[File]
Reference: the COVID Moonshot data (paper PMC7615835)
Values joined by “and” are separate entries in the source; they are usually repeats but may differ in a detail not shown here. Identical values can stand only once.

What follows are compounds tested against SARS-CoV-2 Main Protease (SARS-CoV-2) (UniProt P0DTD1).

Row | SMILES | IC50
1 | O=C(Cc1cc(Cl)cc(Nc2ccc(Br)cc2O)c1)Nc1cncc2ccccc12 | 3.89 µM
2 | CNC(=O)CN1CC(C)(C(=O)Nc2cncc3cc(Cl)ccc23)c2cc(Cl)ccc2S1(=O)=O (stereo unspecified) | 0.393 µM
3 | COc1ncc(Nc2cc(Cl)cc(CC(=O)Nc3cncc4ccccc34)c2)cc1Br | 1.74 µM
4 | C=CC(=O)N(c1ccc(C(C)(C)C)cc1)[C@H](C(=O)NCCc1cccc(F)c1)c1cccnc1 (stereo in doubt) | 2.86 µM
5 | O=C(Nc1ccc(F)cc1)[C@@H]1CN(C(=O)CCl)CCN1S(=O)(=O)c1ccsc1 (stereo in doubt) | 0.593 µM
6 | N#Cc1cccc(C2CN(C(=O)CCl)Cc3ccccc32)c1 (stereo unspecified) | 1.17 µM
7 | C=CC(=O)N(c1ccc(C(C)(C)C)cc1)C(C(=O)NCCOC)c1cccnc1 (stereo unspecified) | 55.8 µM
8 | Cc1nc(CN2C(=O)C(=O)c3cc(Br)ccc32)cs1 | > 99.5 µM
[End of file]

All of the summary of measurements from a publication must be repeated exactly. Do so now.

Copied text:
Reference: the COVID Moonshot data (paper PMC7615835)
Values joined by “and” are separate entries in the source; they are usually repeats but may differ in a detail not shown here. Identical values can stand only once.

What follows are compounds tested against SARS-CoV-2 Main Protease (SARS-CoV-2) (UniProt P0DTD1).

Row | SMILES | IC50
1 | O=C(Cc1cc(Cl)cc(Nc2ccc(Br)cc2O)c1)Nc1cncc2ccccc12 | 3.89 µM
2 | CNC(=O)CN1CC(C)(C(=O)Nc2cncc3cc(Cl)ccc23)c2cc(Cl)ccc2S1(=O)=O (stereo unspecified) | 0.393 µM
3 | COc1ncc(Nc2cc(Cl)cc(CC(=O)Nc3cncc4ccccc34)c2)cc1Br | 1.74 µM
4 | C=CC(=O)N(c1ccc(C(C)(C)C)cc1)[C@H](C(=O)NCCc1cccc(F)c1)c1cccnc1 (stereo in doubt) | 2.86 µM
5 | O=C(Nc1ccc(F)cc1)[C@@H]1CN(C(=O)CCl)CCN1S(=O)(=O)c1ccsc1 (stereo in doubt) | 0.593 µM
6 | N#Cc1cccc(C2CN(C(=O)CCl)Cc3ccccc32)c1 (stereo unspecified) | 1.17 µM
7 | C=CC(=O)N(c1ccc(C(C)(C)C)cc1)C(C(=O)NCCOC)c1cccnc1 (stereo unspecified) | 55.8 µM
8 | Cc1nc(CN2C(=O)C(=O)c3cc(Br)ccc32)cs1 | > 99.5 µM